Harvey Elliott‘s ankle dislocation curtailed what had been a promising rise at Liverpool – now fully fit, he could star for the Reds this coming season.
Last summer, there was some anticipation surrounding the ever-growing reputation of Elliott, returning from an impressive loan spell at Blackburn.
Sadly, Elliott’s progress was cut short by a horror left ankle fracture-dislocation at Leeds and it was almost five months before he returned, scoring his first-ever Reds goal with a swivelling half-volley against Cardiff.
From that game onwards, though, he started just three times – only once in the league – and he was ineffective when thrown into the lineup away to Inter Milan.
Elliott himself accepted that his lack of intensity in training played a part in amassing just 336 minutes on the pitch following his injury return.
“It’s been tough, there have been a few downfalls and I don’t think I’ve played as much as wanted to since I’ve been back, but hopefully there are many years to come of me playing football,” Elliott admitted to This Is Anfield in May.
“There were a couple of weeks where I wasn’t training at my best, I wasn’t performing to the best of my ability and I knew that in myself.”
Because of that, the short attention span of modern football means Elliott’s stock has fallen and he isn’t considered a regular starter next season by some.
Those early-season appearances are proof that he can be, though.
There are clear similarities between Elliott and Phil Foden, in terms of their playing style and pedigree.
Both short in stature but supreme in natural ability, they possess stereotypically wand-like left feet, thriving with a low centre of gravity.
They play for their respective boyhood teams and have both been earmarked as future superstars since secondary school age, so the comparisons are understandable.
In fact, Elliott should be looking at Foden as the perfect role model – someone who is three years his senior and who similarly had to bide his time before becoming a fixture in City’s team.
When Foden was 19, he was about to embark on a season that still only rendered nine league starts, but also 38 appearances in all competitions.
He wasn’t the main man under Pep Guardiola, but in the two seasons since, he has won back-to-back PFA Young Player of the Year awards and become a leading player for club and country.
Elliott’s career may not mirror Foden’s by 22, but it is easy to envisage his 2022/23 campaign being similar to the latter’s 2019/20, in terms of impact and playing time.
Somewhere close to 40 appearances in all competitions would be considered a success, as long as his creative numbers are healthy.
Elliott has the ability to open up defences and add a new dimension to the midfield, while his pass completion rate in the league last season (84.3%) was superior to Jordan Henderson (83.8%), James Milner (83.2%) and Alex Oxlade-Chamberlain (78.9%).
Consistency will come with time, but Klopp has called him a “fearless boy” and will know he has a jewel up his sleeve – someone with that healthy dose of arrogance that is required in elite footballers.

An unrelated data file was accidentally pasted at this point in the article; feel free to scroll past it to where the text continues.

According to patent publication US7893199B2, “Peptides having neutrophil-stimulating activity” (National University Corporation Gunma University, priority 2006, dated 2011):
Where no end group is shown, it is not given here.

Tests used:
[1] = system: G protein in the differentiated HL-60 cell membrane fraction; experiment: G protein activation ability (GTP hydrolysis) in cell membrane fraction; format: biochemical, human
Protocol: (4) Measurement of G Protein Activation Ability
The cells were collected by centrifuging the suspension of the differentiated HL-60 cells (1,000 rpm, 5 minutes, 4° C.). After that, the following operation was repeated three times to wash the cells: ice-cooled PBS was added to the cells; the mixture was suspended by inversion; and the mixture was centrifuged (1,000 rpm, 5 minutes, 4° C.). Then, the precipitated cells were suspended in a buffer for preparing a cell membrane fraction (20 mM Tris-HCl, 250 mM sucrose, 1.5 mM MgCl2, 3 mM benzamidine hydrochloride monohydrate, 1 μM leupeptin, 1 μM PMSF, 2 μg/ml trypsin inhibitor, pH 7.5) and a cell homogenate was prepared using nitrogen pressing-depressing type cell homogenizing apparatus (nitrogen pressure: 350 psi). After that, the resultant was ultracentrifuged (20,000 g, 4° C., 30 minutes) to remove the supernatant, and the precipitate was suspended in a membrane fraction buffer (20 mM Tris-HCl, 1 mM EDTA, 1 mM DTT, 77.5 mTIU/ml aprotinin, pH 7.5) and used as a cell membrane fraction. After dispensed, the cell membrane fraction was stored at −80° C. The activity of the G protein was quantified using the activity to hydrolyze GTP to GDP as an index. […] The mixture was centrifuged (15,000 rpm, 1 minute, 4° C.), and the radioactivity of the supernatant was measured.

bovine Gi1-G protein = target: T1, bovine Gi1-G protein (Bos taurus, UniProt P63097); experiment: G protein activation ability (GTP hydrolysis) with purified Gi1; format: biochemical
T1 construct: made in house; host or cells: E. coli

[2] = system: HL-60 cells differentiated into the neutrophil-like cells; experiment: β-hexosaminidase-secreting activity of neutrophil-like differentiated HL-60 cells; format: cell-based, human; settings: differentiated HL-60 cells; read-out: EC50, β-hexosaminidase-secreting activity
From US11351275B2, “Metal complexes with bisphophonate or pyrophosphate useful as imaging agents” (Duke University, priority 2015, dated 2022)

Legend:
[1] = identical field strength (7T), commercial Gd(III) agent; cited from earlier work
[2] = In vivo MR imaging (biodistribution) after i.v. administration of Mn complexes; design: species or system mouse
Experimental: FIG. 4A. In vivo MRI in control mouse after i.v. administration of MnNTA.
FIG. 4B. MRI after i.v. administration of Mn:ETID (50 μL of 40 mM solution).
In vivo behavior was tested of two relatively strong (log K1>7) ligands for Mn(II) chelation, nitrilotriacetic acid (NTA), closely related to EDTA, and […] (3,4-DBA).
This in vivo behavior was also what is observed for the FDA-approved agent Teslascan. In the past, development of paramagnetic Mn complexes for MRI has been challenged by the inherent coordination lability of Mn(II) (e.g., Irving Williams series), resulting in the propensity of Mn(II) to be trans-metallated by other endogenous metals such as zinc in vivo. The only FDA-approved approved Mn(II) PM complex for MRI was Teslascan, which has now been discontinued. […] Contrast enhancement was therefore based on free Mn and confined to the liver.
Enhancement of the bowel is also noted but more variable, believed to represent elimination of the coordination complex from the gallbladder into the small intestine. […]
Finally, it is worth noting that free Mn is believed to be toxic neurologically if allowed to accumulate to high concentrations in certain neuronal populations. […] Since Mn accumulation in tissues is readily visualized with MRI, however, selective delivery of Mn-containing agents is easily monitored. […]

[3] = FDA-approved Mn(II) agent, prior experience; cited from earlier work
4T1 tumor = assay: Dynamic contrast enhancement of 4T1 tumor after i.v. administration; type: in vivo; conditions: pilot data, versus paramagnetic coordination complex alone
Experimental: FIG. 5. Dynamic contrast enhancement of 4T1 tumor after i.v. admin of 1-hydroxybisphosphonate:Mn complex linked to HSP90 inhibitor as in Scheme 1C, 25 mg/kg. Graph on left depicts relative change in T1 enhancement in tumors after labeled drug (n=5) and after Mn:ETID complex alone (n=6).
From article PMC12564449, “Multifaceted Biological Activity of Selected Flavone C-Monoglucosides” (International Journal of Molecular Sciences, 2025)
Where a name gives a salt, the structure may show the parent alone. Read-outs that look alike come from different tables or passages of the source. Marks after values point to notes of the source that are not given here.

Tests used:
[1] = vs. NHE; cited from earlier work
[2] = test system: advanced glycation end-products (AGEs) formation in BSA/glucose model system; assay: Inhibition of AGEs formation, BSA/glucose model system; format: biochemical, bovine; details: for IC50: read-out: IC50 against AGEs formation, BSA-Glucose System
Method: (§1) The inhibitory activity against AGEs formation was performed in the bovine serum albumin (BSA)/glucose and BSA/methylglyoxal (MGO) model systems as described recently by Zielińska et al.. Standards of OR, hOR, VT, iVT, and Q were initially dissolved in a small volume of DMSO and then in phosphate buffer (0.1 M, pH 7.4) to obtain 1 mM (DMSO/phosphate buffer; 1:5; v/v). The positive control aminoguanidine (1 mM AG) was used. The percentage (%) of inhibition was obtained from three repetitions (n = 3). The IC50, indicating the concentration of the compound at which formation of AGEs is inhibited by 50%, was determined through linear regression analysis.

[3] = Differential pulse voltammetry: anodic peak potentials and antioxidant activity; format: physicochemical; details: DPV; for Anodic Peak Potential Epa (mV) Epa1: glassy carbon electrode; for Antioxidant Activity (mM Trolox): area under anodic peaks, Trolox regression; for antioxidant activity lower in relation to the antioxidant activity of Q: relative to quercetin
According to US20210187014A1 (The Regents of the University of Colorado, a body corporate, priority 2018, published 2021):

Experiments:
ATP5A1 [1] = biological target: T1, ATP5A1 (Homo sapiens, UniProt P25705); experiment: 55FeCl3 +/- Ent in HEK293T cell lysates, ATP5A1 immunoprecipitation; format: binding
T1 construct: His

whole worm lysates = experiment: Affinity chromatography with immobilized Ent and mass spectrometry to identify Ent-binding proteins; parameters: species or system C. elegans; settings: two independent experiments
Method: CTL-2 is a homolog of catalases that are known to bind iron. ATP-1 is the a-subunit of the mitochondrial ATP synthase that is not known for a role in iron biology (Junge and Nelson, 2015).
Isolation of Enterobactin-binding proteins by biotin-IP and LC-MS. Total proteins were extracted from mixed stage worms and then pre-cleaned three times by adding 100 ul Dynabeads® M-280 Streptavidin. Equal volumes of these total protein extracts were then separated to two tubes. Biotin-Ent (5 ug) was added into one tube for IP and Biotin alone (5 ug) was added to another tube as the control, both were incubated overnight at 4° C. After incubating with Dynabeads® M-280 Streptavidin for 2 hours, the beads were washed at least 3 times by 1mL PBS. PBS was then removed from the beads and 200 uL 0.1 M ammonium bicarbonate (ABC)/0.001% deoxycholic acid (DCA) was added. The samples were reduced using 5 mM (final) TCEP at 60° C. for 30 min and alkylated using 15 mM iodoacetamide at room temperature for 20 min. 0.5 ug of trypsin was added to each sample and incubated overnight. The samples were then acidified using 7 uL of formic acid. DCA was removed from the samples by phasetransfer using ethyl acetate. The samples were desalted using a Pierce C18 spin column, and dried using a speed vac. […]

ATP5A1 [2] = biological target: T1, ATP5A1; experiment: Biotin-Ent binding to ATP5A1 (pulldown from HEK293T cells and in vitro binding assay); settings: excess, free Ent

One year older and even more comfortable in his surroundings, this could be Elliott’s moment to go up a gear.
New gear, competition & system tweaks
Liverpool fans love a transfer soap opera and the current talking point is the Reds not signing another midfielder this summer.
He will be well-rested after enjoying a summer holiday, while a full pre-season can only bode well.
Now expected to take the No. 19 shirt, this suggests that Elliott’s squad status is naturally enhanced and that he is considered a regular part of Klopp’s plans.
Away from his No. 8 role in a 4-3-3 system, there is also the potential for him to be used in a 4-2-3-1, should Klopp opt to switch his formation.
Elliott has the guile to thrive as a No. 10 in front of a double pivot, allowing him more freedom, providing chances for the front three.
His fruitful spell at Blackburn saw him score seven goals and register 11 assists in the Championship – a superb effort in a tough league, especially as a teenager.
Elliott’s versatility means he is also capable of doing a job in a right-sided attacking berth, as was predominantly the case at Ewood Park.
He lacks Salah’s electric pace and dynamism, which is a drawback, but that natural ability to drift inside and create space for Alexander-Arnold can make him a good option there.
The signing of Fabio Carvalho will immediately make midfield competition greater, with the 19-year-old starting 32 of his 33 appearances in the No. 10 position last season.
But their shared experience coming through the youth ranks at Fulham could see an exciting tandem form at Liverpool.
Greg Cruttwell, the founder of Carvalho’s youth club Balham FC, believes that he suits Klopp “down to the bone,” and Elliott himself told This Is Anfield that he is a “great kid as well as a great player.”
It is easy to forget about Curtis Jones, too, and he is another who should be expected to take another positive leap in the right direction.
Elliott is a raw player who is still learning, and while moments of magic are to be expected, so are learning curves along the way.
Frustrating displays are to be expected, as was the case with a teenage Steven Gerrard, but Liverpool have a special young player who would already be a more cemented figure had injury not occurred.
Expectations and excitement surrounding him should be great, given his talent.
And while a new midfielder still wouldn’t go amiss, the Reds may already have a secret weapon ready to explode.